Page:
Undergraduate Research Project; Songwriters and Writer's Block

Are Songwriters Immune to Writer’s Block? Diagnosed with Professional Creativity.
Rebekah E. Tripp, 2017 


This study measured the phenomenon of physiological writer’s block among professional and recreational songwriters in the attempt to detect a trend in its occurrence at different stages of the songwriters’ progression of skill mastery. Writer’s block is "defined as a distinctly uncomfortable inability to write" (Huston, 1998, P. 93), it is when the mind is blank of thought when a person attempts to create an original work. This study makes attempt at defining what is the type or types of ideas that songwriter’s are looking to form when they face writer’s block, which would better allow the songwriter to know how to find it. This research is intended to make ideas easier to discover. The data provided by 22 survey participants was used to determine this, as well as to discover if more education is generally necessary for songwriters to combat writer’s block, and whether such combat should be foundational prevention or a short-term solution. This paper makes note of other key studies including Rideout, 2014 Creativity and Songwriting, Huston, 1998 Resolving Writer’s Block and Flaherty, 2004 The Midnight Disease. Through analysis and discussion of the data provided by a survey and research drawn from other sources, Tripp concludes that writer’s block is inevitable as a hobbyist songwriter or professional songwriter. There are no particular conditions that prevent writer’s block entierly, but there are things one can do to reduce it’s liklihood. After certain stages in a songwriter's educational progression and professional growth creative blocks do decrease significantly due to practice and education.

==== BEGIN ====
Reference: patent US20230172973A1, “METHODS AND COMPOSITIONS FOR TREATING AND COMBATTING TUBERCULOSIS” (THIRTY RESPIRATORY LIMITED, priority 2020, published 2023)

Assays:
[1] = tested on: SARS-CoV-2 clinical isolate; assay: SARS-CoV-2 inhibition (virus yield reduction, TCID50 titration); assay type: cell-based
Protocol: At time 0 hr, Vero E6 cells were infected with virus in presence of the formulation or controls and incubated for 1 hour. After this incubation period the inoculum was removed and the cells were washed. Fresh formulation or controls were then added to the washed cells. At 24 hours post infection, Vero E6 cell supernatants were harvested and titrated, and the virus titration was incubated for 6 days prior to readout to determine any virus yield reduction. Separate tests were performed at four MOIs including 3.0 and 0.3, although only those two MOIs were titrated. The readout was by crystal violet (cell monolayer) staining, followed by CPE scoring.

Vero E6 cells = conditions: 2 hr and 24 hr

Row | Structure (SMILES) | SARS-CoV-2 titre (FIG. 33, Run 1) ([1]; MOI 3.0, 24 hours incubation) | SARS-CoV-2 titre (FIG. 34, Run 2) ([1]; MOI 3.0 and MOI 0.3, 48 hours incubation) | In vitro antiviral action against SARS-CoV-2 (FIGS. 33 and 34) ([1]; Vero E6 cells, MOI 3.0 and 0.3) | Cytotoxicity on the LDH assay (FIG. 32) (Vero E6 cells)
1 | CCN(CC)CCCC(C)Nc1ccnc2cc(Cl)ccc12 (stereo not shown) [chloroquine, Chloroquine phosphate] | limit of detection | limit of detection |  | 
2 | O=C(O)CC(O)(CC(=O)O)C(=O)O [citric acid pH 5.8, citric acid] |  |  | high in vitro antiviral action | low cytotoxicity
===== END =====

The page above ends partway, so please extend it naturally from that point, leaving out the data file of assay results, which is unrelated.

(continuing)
Keywords: songwriting, writer’s block, creative blocks, prevention, optimal conditions for creativity and original thinking


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